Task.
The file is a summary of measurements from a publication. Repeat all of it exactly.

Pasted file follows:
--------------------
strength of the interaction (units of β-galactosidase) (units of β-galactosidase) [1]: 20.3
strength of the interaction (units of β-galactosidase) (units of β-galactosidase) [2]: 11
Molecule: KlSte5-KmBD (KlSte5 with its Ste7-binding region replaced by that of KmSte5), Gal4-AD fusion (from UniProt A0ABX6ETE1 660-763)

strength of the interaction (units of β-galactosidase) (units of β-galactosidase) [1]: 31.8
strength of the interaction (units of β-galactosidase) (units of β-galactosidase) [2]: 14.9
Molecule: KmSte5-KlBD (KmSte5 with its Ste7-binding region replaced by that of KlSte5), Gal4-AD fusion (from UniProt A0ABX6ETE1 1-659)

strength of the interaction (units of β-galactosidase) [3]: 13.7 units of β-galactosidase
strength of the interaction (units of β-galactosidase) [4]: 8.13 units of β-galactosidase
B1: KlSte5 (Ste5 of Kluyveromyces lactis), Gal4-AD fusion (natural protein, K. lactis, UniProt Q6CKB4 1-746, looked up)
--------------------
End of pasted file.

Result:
strength of the interaction (units of β-galactosidase) (units of β-galactosidase) [1]: 20.3
strength of the interaction (units of β-galactosidase) (units of β-galactosidase) [2]: 11
Molecule: KlSte5-KmBD (KlSte5 with its Ste7-binding region replaced by that of KmSte5), Gal4-AD fusion (from UniProt A0ABX6ETE1 660-763)

strength of the interaction (units of β-galactosidase) (units of β-galactosidase) [1]: 31.8
strength of the interaction (units of β-galactosidase) (units of β-galactosidase) [2]: 14.9
Molecule: KmSte5-KlBD (KmSte5 with its Ste7-binding region replaced by that of KlSte5), Gal4-AD fusion (from UniProt A0ABX6ETE1 1-659)

strength of the interaction (units of β-galactosidase) [3]: 13.7 units of β-galactosidase
strength of the interaction (units of β-galactosidase) [4]: 8.13 units of β-galactosidase
B1: KlSte5 (Ste5 of Kluyveromyces lactis), Gal4-AD fusion (natural protein, K. lactis, UniProt Q6CKB4 1-746, looked up)